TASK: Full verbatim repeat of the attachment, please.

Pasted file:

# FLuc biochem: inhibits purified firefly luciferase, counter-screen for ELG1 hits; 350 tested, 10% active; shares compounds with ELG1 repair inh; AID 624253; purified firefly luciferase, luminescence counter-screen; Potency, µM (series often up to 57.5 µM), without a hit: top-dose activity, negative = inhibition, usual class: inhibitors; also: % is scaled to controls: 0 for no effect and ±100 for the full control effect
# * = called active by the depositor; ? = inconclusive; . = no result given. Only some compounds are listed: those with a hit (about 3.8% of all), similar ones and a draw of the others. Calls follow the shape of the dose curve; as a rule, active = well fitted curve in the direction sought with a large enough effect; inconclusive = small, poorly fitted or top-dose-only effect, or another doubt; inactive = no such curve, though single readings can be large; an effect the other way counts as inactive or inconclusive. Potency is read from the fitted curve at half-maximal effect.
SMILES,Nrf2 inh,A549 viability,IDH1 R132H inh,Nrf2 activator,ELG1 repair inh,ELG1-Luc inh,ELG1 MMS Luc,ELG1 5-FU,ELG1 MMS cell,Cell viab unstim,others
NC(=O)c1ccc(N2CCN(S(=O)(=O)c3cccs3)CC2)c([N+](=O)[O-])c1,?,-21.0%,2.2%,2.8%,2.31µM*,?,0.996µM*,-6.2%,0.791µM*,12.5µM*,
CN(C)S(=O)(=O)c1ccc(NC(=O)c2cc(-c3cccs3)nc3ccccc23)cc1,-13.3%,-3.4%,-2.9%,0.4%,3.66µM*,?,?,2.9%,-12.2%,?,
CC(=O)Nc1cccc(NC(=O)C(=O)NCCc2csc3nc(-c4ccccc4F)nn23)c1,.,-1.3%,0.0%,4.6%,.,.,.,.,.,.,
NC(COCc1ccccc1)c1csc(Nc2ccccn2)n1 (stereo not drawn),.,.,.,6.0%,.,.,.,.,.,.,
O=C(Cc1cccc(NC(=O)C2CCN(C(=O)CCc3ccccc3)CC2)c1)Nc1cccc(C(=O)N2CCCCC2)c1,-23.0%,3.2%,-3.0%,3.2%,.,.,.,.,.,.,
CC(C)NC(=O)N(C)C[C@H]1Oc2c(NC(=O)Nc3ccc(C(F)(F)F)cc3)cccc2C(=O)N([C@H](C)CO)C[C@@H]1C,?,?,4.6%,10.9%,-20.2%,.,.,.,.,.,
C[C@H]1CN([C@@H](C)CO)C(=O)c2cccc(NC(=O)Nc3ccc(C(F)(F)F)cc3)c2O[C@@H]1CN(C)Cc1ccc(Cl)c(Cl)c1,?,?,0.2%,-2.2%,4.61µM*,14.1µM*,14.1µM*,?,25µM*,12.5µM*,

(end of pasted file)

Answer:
# FLuc biochem: inhibits purified firefly luciferase, counter-screen for ELG1 hits; 350 tested, 10% active; shares compounds with ELG1 repair inh; AID 624253; purified firefly luciferase, luminescence counter-screen; Potency, µM (series often up to 57.5 µM), without a hit: top-dose activity, negative = inhibition, usual class: inhibitors; also: % is scaled to controls: 0 for no effect and ±100 for the full control effect
# * = called active by the depositor; ? = inconclusive; . = no result given. Only some compounds are listed: those with a hit (about 3.8% of all), similar ones and a draw of the others. Calls follow the shape of the dose curve; as a rule, active = well fitted curve in the direction sought with a large enough effect; inconclusive = small, poorly fitted or top-dose-only effect, or another doubt; inactive = no such curve, though single readings can be large; an effect the other way counts as inactive or inconclusive. Potency is read from the fitted curve at half-maximal effect.
SMILES,Nrf2 inh,A549 viability,IDH1 R132H inh,Nrf2 activator,ELG1 repair inh,ELG1-Luc inh,ELG1 MMS Luc,ELG1 5-FU,ELG1 MMS cell,Cell viab unstim,others
NC(=O)c1ccc(N2CCN(S(=O)(=O)c3cccs3)CC2)c([N+](=O)[O-])c1,?,-21.0%,2.2%,2.8%,2.31µM*,?,0.996µM*,-6.2%,0.791µM*,12.5µM*,
CN(C)S(=O)(=O)c1ccc(NC(=O)c2cc(-c3cccs3)nc3ccccc23)cc1,-13.3%,-3.4%,-2.9%,0.4%,3.66µM*,?,?,2.9%,-12.2%,?,
CC(=O)Nc1cccc(NC(=O)C(=O)NCCc2csc3nc(-c4ccccc4F)nn23)c1,.,-1.3%,0.0%,4.6%,.,.,.,.,.,.,
NC(COCc1ccccc1)c1csc(Nc2ccccn2)n1 (stereo not drawn),.,.,.,6.0%,.,.,.,.,.,.,
O=C(Cc1cccc(NC(=O)C2CCN(C(=O)CCc3ccccc3)CC2)c1)Nc1cccc(C(=O)N2CCCCC2)c1,-23.0%,3.2%,-3.0%,3.2%,.,.,.,.,.,.,
CC(C)NC(=O)N(C)C[C@H]1Oc2c(NC(=O)Nc3ccc(C(F)(F)F)cc3)cccc2C(=O)N([C@H](C)CO)C[C@@H]1C,?,?,4.6%,10.9%,-20.2%,.,.,.,.,.,
C[C@H]1CN([C@@H](C)CO)C(=O)c2cccc(NC(=O)Nc3ccc(C(F)(F)F)cc3)c2O[C@@H]1CN(C)Cc1ccc(Cl)c(Cl)c1,?,?,0.2%,-2.2%,4.61µM*,14.1µM*,14.1µM*,?,25µM*,12.5µM*,